As published on sbs.com.au, Monday 15 February, 2021.
Temporary skilled or graduate visa holders from Hong Kong who are granted five-year extensions to remain in the country as part of the government’s safe haven offer, will be able to proceed towards permanent residency through existing visa pathways, Prime Minister Scott Morrison has confirmed.
In a highly anticipated announcement, Mr Morrison told SBS Chinese there would be no new pathway towards permanent residency for Hong Kong passport holders following the five-year period.
“The government has never indicated that we’re establishing such the category. What we said is we’ve extended people’s visas and temporary visas, and to enable them to have that pathway to the normal permanent residency visas available to people, subject to meeting those requirements,” he said.
“Then that pathway's there and being able to remain in Australia and the security of that for a much longer time. Then that should enable that process to be completed and realised.”
The move comes following the government’s July offer of safe haven to Hong Kong passport holders after the enforcement of strict national security laws in that territory.
At the time, Acting Minister for Immigration Alan Tudge told the ABC the government would “develop a particular permanent residency visa for this particular group”.
Mr Tudge affirmed that in offering the extension to temporary visa holders: "This would be a clearer pathway for permanent residency at the end of the five-year period that we’re talking about. Now, you would still have to apply for it. You still have to pass the character test, the national security test and the like. So it’s not automatic. But it’s certainly an easier pathway to permanent residency."
Mr Morrison confirmed that applicants must have “appropriate skills” if they choose that route towards residency.
“If that permanent visa is a skilled visa, they require the skill requirements of that visa. Just like anyone else applying for a permanent visa.
“Those who have applied for permanent visas and have been given the additional security of extending their temporary visas which is what we elected to do, gives people the certainty to be able to remain in Australia.
“The only requirements they would have to meet are those of the permanent visa they are applying for. If it’s a skilled visa, they would have to meet the requirements of that skilled visa and have the appropriate skills."
Amid the apparent backflip following Mr Tudge's comments in July, SBS Chinese sought clarification from Immigration Minister Alex Hawke.
A spokesperson for Mr Hawke on Friday said eligible Hong Kongers could apply for “an existing visa” with “adjusted eligibility requirements” when their five-year visa is about to expire.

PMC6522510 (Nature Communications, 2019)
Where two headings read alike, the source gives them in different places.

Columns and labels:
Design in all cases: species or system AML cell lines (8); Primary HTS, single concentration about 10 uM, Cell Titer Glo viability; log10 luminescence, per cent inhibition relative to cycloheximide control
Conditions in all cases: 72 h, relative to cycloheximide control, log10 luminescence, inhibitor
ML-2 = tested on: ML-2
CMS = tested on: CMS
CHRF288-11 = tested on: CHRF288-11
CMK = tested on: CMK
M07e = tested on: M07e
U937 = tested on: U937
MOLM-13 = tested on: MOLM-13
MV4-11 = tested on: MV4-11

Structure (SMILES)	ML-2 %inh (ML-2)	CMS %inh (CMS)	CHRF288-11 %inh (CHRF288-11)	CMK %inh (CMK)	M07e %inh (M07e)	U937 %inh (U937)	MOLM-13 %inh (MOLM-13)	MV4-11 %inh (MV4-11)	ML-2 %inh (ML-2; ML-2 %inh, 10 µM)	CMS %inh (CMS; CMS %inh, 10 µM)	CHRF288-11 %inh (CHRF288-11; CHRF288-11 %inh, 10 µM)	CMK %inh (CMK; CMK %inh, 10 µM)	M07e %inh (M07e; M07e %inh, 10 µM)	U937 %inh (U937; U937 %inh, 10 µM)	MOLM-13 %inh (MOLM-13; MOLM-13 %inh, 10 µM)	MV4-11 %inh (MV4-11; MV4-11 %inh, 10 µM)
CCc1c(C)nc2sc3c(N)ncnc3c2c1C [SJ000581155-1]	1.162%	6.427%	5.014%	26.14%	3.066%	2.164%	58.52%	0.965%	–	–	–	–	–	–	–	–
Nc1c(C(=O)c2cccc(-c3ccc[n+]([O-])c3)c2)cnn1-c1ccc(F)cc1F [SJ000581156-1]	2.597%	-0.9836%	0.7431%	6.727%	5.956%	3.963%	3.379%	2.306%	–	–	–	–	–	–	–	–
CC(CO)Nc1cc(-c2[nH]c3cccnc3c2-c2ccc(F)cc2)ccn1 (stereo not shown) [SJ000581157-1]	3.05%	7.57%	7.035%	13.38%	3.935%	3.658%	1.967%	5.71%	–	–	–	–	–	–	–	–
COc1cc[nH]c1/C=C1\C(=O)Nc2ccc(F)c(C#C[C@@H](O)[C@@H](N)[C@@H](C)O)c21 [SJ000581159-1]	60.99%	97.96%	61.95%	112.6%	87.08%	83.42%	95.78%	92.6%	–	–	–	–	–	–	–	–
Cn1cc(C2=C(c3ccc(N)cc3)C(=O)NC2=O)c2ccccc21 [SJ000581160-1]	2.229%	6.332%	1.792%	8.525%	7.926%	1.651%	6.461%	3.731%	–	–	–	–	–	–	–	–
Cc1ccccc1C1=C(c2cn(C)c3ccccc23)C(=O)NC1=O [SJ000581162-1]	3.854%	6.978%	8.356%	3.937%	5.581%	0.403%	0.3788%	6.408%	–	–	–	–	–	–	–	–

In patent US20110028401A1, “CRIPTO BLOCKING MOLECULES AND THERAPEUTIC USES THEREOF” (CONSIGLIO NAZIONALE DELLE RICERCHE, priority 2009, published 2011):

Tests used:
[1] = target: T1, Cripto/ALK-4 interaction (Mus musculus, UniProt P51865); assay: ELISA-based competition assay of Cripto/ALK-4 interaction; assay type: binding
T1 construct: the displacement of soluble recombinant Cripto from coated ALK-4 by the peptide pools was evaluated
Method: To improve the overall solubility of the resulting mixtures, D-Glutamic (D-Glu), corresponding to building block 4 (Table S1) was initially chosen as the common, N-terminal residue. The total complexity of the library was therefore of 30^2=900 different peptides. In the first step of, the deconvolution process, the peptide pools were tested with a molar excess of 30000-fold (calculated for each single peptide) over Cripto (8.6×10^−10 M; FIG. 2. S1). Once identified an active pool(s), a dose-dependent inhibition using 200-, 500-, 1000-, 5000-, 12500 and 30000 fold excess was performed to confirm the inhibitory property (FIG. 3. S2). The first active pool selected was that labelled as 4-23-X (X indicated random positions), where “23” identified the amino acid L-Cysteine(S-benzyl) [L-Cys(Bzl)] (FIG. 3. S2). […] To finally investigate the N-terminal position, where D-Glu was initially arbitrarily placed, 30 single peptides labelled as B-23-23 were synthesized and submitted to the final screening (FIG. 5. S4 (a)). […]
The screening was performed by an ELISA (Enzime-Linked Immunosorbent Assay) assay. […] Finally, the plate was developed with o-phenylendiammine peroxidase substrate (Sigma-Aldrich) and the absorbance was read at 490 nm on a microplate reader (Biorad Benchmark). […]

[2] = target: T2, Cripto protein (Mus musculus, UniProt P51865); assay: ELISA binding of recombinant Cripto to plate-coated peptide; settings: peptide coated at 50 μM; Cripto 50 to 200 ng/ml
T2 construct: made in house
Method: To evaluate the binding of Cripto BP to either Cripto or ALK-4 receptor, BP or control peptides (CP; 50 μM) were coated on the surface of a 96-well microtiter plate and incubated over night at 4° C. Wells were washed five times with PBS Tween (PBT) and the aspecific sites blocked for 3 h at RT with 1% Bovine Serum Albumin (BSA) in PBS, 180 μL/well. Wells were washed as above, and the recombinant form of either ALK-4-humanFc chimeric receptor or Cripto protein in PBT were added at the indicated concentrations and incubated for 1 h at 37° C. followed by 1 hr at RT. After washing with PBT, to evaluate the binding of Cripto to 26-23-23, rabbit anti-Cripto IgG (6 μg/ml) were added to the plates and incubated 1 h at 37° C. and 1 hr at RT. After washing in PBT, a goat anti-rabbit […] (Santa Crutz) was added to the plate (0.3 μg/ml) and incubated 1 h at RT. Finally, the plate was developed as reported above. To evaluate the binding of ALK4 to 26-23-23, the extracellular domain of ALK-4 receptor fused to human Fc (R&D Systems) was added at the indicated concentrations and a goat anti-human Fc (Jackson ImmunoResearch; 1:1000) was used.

The spokesperson was unable to reveal the adjusted eligibility requirements as the details were still being drafted, though he reiterated that applicants would be required to pass a health examination, character test and security assessment.
It comes after a spokesperson from the Department of Home Affairs told SBS Cantonese in December: “While this permanent visa is still being developed, eligible Hong Kong passport holders will not be required to meet the additional criteria typically required for other skilled visas.”
Shadow Minister for Home Affairs Kristina Keneally has accused the prime minister of “not delivering” on past promises.
“There are still thousands of people – in Australia and Hong Kong – who are either ineligible for the pathways Scott Morrison promised or concerned about their inability to reunite with family members,” she said.
“Scott Morrison must tell the people of Hong Kong, and their Australian friends and family, if he is going to keep his promise and actually provide pathways for Hong Kongers to come to Australia.”
Ms Keneally said Mr Hawke “already has the power to provide visa pathways for emergency situations, which means Scott Morrison and Alex Hawke are the only people standing in the way of Hong Kongers reuniting with their family in Australia.”
“Scott Morrison could also help Australians with Hong Kong partners reunite through urgently addressing the almost 100,000-strong backlog of partner visa applications. The Liberal’s mismanagement of the partner visa program is only adding more uncertainty for Australians and their loved ones at a time when they need certainty more than ever before.”
May*, an international student from Hong Kong, says she fears she may eventually not be allowed to stay in Australia, and would have to move to Taiwan as a result.
She says some of her friends made inquiries with their migration agents immediately after Canada rolled out new visa streams for Hong Kongers last week.
The Canadian government announced that any Hong Kong resident who graduated from a local university in the past five years or held an “equivalent foreign credential” could apply for a three-year working visa that provides a pathway to permanent residency.
May hopes the federal government will soon announce a detailed policy for permanent residency specifically for Hong Kongers.
“Now it’s like I’m swimming in the ocean, and have no idea when I’ll reach the shore.”